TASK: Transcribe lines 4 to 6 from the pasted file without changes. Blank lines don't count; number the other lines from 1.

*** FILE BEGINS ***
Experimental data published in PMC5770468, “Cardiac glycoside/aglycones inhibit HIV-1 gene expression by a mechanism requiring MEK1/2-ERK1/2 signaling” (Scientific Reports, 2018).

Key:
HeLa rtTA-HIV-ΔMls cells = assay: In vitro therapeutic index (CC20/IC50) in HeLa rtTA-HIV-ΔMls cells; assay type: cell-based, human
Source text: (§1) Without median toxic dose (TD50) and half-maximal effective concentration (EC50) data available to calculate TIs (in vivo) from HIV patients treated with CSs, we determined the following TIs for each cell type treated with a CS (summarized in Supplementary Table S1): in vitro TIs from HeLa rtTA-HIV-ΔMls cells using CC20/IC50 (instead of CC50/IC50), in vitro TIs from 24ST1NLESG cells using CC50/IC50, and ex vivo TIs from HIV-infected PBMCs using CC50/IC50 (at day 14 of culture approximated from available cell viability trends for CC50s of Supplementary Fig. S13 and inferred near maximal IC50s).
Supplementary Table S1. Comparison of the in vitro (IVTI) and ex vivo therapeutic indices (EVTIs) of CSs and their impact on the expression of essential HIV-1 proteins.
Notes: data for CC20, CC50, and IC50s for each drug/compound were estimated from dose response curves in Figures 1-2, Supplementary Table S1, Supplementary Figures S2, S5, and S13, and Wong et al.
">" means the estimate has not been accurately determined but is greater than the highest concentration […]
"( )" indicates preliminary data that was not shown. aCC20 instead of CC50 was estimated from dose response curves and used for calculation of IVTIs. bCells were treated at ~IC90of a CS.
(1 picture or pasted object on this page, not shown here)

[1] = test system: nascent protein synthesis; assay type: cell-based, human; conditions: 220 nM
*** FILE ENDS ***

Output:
Source text: (§1) Without median toxic dose (TD50) and half-maximal effective concentration (EC50) data available to calculate TIs (in vivo) from HIV patients treated with CSs, we determined the following TIs for each cell type treated with a CS (summarized in Supplementary Table S1): in vitro TIs from HeLa rtTA-HIV-ΔMls cells using CC20/IC50 (instead of CC50/IC50), in vitro TIs from 24ST1NLESG cells using CC50/IC50, and ex vivo TIs from HIV-infected PBMCs using CC50/IC50 (at day 14 of culture approximated from available cell viability trends for CC50s of Supplementary Fig. S13 and inferred near maximal IC50s).
Supplementary Table S1. Comparison of the in vitro (IVTI) and ex vivo therapeutic indices (EVTIs) of CSs and their impact on the expression of essential HIV-1 proteins.
Notes: data for CC20, CC50, and IC50s for each drug/compound were estimated from dose response curves in Figures 1-2, Supplementary Table S1, Supplementary Figures S2, S5, and S13, and Wong et al.